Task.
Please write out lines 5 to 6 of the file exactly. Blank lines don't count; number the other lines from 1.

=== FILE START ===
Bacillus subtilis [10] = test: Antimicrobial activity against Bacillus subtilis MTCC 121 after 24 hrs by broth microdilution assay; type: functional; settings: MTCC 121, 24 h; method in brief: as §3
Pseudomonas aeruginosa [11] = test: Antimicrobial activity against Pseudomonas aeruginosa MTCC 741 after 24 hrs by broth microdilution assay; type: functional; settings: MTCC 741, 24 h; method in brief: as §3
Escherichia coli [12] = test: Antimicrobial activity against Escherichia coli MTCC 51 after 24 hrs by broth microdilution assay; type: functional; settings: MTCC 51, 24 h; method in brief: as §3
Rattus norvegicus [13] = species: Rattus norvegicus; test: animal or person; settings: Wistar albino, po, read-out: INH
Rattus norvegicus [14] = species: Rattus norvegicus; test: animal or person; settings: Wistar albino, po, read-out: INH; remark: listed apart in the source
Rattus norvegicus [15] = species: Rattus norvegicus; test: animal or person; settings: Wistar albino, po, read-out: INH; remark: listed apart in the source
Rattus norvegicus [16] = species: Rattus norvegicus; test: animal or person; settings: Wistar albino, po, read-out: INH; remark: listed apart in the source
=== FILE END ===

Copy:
Rattus norvegicus [14] = species: Rattus norvegicus; test: animal or person; settings: Wistar albino, po, read-out: INH; remark: listed apart in the source
Rattus norvegicus [15] = species: Rattus norvegicus; test: animal or person; settings: Wistar albino, po, read-out: INH; remark: listed apart in the source